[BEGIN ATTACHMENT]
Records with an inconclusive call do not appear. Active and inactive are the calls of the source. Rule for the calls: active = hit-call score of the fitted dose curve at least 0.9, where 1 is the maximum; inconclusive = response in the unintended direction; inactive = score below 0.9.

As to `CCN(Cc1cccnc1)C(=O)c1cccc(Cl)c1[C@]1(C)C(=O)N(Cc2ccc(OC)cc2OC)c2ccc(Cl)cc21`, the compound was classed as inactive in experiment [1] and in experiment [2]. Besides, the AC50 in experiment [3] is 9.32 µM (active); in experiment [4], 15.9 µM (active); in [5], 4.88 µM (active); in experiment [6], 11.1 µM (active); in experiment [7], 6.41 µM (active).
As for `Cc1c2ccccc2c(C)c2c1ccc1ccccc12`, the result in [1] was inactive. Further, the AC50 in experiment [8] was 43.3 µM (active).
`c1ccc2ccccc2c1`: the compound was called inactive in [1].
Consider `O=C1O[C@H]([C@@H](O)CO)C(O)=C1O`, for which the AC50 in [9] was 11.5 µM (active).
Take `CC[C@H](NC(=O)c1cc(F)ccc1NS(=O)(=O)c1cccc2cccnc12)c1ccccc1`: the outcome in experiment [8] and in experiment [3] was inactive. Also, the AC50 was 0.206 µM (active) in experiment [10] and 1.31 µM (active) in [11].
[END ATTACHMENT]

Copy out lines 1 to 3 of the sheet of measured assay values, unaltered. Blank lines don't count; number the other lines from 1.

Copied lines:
Records with an inconclusive call do not appear. Active and inactive are the calls of the source. Rule for the calls: active = hit-call score of the fitted dose curve at least 0.9, where 1 is the maximum; inconclusive = response in the unintended direction; inactive = score below 0.9.

As to `CCN(Cc1cccnc1)C(=O)c1cccc(Cl)c1[C@]1(C)C(=O)N(Cc2ccc(OC)cc2OC)c2ccc(Cl)cc21`, the compound was classed as inactive in experiment [1] and in experiment [2]. Besides, the AC50 in experiment [3] is 9.32 µM (active); in experiment [4], 15.9 µM (active); in [5], 4.88 µM (active); in experiment [6], 11.1 µM (active); in experiment [7], 6.41 µM (active).
As for `Cc1c2ccccc2c(C)c2c1ccc1ccccc12`, the result in [1] was inactive. Further, the AC50 in experiment [8] was 43.3 µM (active).